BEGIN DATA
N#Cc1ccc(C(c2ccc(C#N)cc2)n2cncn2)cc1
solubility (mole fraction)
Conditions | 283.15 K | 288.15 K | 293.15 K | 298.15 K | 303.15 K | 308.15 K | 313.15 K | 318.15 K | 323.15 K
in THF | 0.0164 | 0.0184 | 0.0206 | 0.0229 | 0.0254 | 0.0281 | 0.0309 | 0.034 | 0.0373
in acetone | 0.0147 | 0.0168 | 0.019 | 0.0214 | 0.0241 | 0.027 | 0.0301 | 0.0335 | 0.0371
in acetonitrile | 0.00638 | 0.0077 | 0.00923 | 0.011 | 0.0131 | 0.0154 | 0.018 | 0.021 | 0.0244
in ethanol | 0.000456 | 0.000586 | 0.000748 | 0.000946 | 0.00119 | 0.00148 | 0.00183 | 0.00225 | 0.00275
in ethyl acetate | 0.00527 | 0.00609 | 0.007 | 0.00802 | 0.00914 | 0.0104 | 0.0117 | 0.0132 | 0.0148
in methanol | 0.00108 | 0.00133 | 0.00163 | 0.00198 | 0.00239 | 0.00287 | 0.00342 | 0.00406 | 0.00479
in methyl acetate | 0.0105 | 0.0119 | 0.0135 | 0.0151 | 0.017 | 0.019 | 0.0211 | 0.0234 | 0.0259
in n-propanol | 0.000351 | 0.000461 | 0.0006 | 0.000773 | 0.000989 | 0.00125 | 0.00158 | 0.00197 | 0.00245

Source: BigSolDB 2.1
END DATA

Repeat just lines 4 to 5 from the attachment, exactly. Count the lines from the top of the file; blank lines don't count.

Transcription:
in THF | 0.0164 | 0.0184 | 0.0206 | 0.0229 | 0.0254 | 0.0281 | 0.0309 | 0.034 | 0.0373
in acetone | 0.0147 | 0.0168 | 0.019 | 0.0214 | 0.0241 | 0.027 | 0.0301 | 0.0335 | 0.0371